Maggie Nelson’s Bluets takes aim at one of today’s most beloved forms of writing—the autobiography—coyly challenging the genre’s attachment to truthful stories of the self and the form thought best to convey them.
Writers as varied as Samuel Johnson, Charles Dickens, and Mary McCarthy would have been outraged to be called anything other than professionals, and when you push past Mark Twain’s most renowned books, you find a lot of writing that did little more than spin off from his celebrity.
As I read postwar British poetry fully, I became less enamoured with the Movement tones of Phillip Larkin or Donald Davie and reviled their small, digestible, miserable artifacts of everyday British life.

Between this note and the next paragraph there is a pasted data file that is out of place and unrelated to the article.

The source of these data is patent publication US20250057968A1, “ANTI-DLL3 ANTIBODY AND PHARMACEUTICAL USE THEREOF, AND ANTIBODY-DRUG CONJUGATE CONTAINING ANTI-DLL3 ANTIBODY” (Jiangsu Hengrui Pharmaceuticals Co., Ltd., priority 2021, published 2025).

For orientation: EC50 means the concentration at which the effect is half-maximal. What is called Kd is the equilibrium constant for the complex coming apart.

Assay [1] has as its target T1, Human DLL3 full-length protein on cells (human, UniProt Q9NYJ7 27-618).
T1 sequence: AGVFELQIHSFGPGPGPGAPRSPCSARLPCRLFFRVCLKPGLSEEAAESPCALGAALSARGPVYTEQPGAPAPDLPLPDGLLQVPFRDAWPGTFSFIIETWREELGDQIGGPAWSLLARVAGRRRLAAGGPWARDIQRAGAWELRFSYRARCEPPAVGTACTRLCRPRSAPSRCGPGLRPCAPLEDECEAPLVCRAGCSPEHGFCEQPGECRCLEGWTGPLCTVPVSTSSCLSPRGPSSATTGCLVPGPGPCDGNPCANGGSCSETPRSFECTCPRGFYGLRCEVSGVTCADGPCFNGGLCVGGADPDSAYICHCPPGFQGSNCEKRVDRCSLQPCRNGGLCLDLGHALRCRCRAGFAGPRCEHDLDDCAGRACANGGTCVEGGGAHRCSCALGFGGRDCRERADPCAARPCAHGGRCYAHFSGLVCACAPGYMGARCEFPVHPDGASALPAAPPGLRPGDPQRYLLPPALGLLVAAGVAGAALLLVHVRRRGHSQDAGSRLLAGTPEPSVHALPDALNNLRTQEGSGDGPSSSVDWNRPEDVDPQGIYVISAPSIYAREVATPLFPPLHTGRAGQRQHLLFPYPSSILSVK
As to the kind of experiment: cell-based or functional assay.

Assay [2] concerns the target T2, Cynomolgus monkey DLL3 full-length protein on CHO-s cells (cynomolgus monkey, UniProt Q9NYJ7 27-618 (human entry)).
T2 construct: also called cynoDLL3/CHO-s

L’imaginaire de la Commune is the title of Kristin Ross’s new book in its first, French edition. It is debatable whether this laconic phrasing could have survived the passage into English with its resonances unimpaired.
It’s easiest to start from the impulse to problematize the position of the flâneur. The ugly word privilege hovers around it, and we turn to questions that we know the answer to, “Who, exactly, is allowed to wander, like so?”
That Diana and the Amazons speak ‘hundreds’ of languages is believable, given their situation and seeming enlightenment; that English becomes their go-to choice for daily chats off the Greek coast, less so.
On the ancient river, seagull rock crests out of the waters. An outcrop within its sight is thorned by a few young silhouettes, taking turns plunging into the river some feet below. Riverboats and water taxis, white river cruise-ships weave short and cyclical tours between the two shores.